We were finally moved to another floor; new room with a shower, a pretty view, and even a closet! It’s the little things. The nurses scrounged up a cart for all of our things as we had collected quite a bit. Andy was pushed in a wheelchair, I carried some extra things that wouldn’t fit on the cart, and our sweet nurse, Dawn, carried our Christmas tree. I’m sure we all looked ridiculous. We settled in, wondering how much longer we would be there, still waiting on the biopsy results.
Andy’s doctors determined that regardless of the biopsy results he should have a defibrillator (ICD) put in, based on his heart rate still going up from time to time. This device is would be surgically implanted with a lead that would screw directly into his heart. If his heart rate got dangerously high, it would try to pace him down. If that didn’t work, then it would shock his heart into a normal rhythm. This would keep him safe when it was time for him to go home. “Some people who have this device have never gotten shocked from it. It’s basically an insurance policy,” explained the cardiologist who would be performing the procedure.
The biopsy results finally came back and they were inconclusive, which was disappointing. One of the spots that they biopsied showed slight inflammation, but not enough to determine a diagnosis. Since Andy’s heart seemed to be responding well to the medication, he would be discharged after getting the ICD, and a PET scan. This meant that we would go home with no answers as to what was causing his heart to do this. At least we would have the safety of the ICD.
The procedure went well and Andy had a new, gnarly scar to show off. He had to keep his arm in a sling and deal with post op pain, but this new ICD would be with him forever, and just less than two weeks later would save his life. Once the pain from the ICD surgery faded, Andy just wanted to go home; we both did.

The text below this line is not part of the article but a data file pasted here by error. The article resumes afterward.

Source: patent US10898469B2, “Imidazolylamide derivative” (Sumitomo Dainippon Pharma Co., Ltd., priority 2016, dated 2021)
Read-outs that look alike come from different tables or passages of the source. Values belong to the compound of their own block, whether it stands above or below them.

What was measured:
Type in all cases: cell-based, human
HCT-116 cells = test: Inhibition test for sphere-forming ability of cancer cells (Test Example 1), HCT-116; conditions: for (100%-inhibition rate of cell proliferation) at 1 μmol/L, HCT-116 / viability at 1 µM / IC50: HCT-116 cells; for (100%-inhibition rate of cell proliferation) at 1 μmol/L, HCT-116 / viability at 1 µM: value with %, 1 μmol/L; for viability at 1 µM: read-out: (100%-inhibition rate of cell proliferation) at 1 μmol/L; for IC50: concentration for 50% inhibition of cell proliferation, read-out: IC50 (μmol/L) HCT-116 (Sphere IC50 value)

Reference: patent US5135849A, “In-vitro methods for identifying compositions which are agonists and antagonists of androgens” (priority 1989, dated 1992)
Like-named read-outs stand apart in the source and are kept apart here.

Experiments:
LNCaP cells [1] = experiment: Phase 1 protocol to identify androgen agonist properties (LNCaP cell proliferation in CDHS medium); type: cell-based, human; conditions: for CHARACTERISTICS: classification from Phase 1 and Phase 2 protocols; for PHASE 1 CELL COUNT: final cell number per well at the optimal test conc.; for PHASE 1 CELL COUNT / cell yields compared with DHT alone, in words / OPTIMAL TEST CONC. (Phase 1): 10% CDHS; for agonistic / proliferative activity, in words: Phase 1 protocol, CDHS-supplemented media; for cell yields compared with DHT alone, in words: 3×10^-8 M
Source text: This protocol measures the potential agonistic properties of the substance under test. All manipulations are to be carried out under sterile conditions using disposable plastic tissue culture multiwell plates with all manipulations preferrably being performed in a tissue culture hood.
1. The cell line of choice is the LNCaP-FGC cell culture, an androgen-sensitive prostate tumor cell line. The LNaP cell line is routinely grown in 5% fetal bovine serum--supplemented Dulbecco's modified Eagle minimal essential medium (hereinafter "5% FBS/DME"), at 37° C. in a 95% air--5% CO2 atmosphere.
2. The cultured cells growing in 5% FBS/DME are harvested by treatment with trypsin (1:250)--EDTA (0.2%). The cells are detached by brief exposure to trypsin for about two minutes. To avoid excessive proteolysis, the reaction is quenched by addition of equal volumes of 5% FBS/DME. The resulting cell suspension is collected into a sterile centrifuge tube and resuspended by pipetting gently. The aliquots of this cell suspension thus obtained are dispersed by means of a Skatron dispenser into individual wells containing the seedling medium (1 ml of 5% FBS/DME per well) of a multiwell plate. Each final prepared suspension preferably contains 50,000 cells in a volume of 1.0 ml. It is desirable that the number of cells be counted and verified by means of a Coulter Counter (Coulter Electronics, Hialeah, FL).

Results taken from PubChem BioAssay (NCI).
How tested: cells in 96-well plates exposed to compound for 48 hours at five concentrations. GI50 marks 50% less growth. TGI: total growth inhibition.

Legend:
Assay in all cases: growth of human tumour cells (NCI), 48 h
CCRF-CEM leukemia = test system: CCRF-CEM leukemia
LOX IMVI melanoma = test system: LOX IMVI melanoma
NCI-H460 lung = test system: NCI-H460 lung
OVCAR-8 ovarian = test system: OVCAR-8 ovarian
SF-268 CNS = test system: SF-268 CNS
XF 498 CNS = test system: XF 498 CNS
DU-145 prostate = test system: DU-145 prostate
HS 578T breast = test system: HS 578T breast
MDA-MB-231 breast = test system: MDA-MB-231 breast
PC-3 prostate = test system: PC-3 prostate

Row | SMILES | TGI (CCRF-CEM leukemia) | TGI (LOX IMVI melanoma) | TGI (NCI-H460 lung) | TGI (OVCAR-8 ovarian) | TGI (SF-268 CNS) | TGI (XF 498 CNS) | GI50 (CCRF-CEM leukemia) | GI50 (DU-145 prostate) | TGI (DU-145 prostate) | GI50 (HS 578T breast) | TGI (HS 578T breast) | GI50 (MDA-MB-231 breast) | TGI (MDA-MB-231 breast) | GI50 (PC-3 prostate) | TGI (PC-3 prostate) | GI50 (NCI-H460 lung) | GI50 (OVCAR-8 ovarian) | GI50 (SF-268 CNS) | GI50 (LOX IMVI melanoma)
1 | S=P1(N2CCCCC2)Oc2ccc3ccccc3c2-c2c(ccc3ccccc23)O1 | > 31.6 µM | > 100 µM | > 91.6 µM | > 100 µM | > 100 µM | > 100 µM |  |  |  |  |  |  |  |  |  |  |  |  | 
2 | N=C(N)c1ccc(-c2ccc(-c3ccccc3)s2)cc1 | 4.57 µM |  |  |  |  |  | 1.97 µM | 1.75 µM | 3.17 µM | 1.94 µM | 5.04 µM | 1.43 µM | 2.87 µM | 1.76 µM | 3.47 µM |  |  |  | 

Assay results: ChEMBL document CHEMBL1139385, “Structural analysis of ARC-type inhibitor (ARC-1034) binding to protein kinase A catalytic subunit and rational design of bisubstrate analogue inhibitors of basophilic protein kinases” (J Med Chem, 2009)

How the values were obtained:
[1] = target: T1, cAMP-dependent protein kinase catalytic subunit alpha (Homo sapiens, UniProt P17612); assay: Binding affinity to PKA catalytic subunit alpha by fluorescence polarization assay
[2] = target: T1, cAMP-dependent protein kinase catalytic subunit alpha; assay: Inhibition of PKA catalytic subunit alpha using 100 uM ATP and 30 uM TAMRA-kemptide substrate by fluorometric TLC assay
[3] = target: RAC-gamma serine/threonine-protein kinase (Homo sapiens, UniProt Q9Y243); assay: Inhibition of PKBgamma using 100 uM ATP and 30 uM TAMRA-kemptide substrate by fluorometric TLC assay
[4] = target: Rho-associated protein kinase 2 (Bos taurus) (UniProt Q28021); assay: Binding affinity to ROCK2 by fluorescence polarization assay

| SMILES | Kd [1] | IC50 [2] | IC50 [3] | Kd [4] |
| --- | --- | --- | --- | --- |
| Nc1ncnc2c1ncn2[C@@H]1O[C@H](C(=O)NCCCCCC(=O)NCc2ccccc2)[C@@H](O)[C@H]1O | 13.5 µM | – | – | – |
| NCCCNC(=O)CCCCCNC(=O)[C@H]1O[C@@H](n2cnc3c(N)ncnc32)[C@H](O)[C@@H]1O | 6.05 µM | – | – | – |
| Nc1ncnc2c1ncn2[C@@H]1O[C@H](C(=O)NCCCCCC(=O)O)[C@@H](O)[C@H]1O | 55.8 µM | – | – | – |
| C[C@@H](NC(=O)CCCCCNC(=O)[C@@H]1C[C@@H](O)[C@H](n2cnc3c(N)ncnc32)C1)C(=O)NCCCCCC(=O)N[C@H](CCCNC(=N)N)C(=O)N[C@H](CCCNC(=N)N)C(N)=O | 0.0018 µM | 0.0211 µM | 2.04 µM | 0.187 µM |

A PET scan was scheduled for December 23rd and after that, we were told Andy would be discharged, just in time for Christmas, ten days after being admitted. The PET scan requires a special, strict diet for the scan to show what it needs to show. Somewhere in the communication we missed the info that cheese is a big no, which screwed things up. They couldn’t do the full scan, but only a portion of it. They would have to do the other portion after the New Year on January 3rd. This was annoying, but didn’t change his discharge process, so he had the part of the scan done that he could and we started packing up to hit the road.
Walking into our house never felt so good. The house was clean and a meal was made by my in-laws. We sat, all together as a family, ate, talked, and gave thanks for being home. There were still some last minute things to do before Christmas; but we were more grateful than ever this season. Our house was full of family, food, and lots of laughter in the midst of uncertainty.
After Christmas was over, as I went back to work and we tried to resume some sort of normal life, we almost forgot that we still had no idea why Andy’s heart had chosen to cause the trouble it was causing. Andy was feeling better and better each day, taking short walks and resting when he needed to. My brother and his family were with us until after the New Year, so they were able to help while I was at work. Things felt like they were going to be okay and life was manageable.